Chapter One; At the Dogs
I had been Greyhound racing only once before in my life – for a friends birthday at Wimbledon a few years earlier – and my only memories were of eating fried chicken out of a plastic basket, and feeling ever so slightly out of place.
This time round and I had a very different experience. After a whistle-stop tour of his kennels in North-West Kent, I was driven to Crayford racetrack by Barry O’Sullivan, one of the countries leading Greyhound trainers. Our fellow passengers were nine excitable Greyhounds, housed in snug crates in the back of the van.
Barry trains over 100 dogs for owners based across the country, and is contracted to provide 35 dogs a week to race at Crayford. The kennels behind his house are the biggest in the county, fully equipped with big ‘turn out’ pens, a doggy swimming pool and a full size practice track.
The sport has changed a lot over the years. Just after the Second World War it was the most popular spectators sport in the country, drawing crowds of up to 50,000. Now most of the tracks have shut down and the sport has slipped to number three in the nations heart, falling behind football and horse racing, and with only 25 functioning tracks remaining.
Given the above, I am surprised at how busy Crayford race track is this evening, especially given the time of year. The place is buzzing. Children run around causing havoc while groups of young men and women huddle together in groups dressed for a night on the town, drinking beer and alcopops.
“It used to be all about the dogs”, I am told by Steve who once worked at Barry’s kennels, “people were so passionate about them. But now it’s mainly young people who come here, and the dogs are just entertainment for them while they drink”.
This annoys a lot of the old timers, but they swallow it because without the support of the younger generations who use the tracks as a place to socialise, the tracks probably wouldn’t survive.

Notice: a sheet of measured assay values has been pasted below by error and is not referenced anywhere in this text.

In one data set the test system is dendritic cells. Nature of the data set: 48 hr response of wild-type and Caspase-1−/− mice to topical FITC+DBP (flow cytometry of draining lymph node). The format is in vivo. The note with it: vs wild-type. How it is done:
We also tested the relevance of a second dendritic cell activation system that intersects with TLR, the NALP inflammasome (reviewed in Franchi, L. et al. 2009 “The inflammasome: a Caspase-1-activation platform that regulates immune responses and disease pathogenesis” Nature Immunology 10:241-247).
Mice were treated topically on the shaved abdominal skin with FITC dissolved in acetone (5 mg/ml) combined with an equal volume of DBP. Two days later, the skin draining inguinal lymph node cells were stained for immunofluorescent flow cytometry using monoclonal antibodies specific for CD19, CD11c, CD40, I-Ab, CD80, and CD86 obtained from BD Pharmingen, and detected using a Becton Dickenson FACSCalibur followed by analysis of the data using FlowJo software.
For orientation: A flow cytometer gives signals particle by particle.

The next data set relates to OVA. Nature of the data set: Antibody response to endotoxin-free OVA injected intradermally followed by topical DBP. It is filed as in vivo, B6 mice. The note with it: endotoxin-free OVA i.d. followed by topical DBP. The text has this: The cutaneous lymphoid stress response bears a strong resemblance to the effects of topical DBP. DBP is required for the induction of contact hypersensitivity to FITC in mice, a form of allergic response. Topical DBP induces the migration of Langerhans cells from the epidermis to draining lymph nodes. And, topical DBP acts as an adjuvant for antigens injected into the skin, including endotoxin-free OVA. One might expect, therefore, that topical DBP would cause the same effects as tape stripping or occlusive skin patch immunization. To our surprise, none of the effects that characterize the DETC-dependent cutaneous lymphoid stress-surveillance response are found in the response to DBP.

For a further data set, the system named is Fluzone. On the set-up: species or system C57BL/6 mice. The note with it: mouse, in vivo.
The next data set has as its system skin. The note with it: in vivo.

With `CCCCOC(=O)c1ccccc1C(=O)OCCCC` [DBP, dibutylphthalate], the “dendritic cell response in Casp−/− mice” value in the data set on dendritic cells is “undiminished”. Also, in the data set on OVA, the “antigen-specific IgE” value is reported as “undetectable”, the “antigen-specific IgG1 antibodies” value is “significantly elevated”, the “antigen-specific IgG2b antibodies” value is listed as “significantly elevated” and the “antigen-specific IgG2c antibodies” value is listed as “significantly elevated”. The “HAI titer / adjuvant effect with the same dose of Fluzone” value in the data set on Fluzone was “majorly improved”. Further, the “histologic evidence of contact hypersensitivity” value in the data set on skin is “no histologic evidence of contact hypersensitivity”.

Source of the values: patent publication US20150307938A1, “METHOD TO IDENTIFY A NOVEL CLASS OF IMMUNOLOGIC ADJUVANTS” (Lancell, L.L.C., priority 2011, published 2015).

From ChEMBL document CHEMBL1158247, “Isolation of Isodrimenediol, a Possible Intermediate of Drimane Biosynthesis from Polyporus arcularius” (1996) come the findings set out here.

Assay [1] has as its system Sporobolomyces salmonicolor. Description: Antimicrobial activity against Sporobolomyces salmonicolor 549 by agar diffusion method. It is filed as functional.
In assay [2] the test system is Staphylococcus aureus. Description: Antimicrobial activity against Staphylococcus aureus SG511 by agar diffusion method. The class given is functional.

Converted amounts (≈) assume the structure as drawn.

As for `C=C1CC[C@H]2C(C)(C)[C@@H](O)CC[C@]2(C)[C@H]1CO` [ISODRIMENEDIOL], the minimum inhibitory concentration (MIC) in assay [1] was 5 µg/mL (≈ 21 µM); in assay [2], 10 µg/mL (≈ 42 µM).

Barry describes his evening as ‘pretty unsuccessful’, with one winner and a hand full of places. He has very high standards as a trainer and is accustomed to winning, notching up nine victories already this week.
I return to his kennels the next morning to watch the dogs go through their training schedule. A greyhounds day starts at 6:30am when they are given their breakfast and let out into the paddocks in groups while their kennels are cleaned. Then they will be galloped round the track, swam if they need it, groomed, let out two more times and then fed again before bedtime.
“How do you ‘gallop’ a greyhound?” I ask Barry.
“Easy mate. One man stands at the top of the field and one stands at the bottom and we just take it in turns calling ‘em”. I laugh, Barry looks at me and joins in. I like that he calls me mate.
Greyhounds have a natural instinct to chase but they need to be taught how to take corners properly, how to jump hurdles and how to run out of traps. All of which they typically teach themselves, it just takes time, tactical positioning and a lot of repetition.
Later in the afternoon a few other trainers come up with their dogs to run them around Barry’s track. It’s endearing watching these men with their dogs and I am surprised by how much affection they show them.
One of the trainers goes out to retrieve his dog who has decided to lay down in the trap for a sleep, completely ignoring the hare as it zooms passed. “She is just a bit confused that’s all”, he says as he leads her back over. “She’ll get there. Won’t ya girl?” He rubs her head vigorously and she jumps up to lick his face.
At the end of a Greyhounds racing career, they will go onto a waiting list for a place in a rehoming centre. Barry has a rehoming centre called ‘DunRunnin’ attached to his kennels which houses around 25 retired dogs looking for new homes.
“They make great pets,” I am told by Karen, the lady who runs the centre.
“Are any of them too vicious to rehome?” I ask her, eying up a muzzle on one of the dogs she is holding.
“No – it’s almost unheard of to find a Greyhound that is aggressive to humans,” she reassures me. “Oh”, she follows my gaze, “they are only muzzled so they don’t hurt each other because they’re so valuable”.
“What happens to the ones you can’t find homes for?” I ask, fearing the worst.
“They are all at home on my sofa!” she says, rolling her eyes.
Chapter Two; Fancy a Pigeon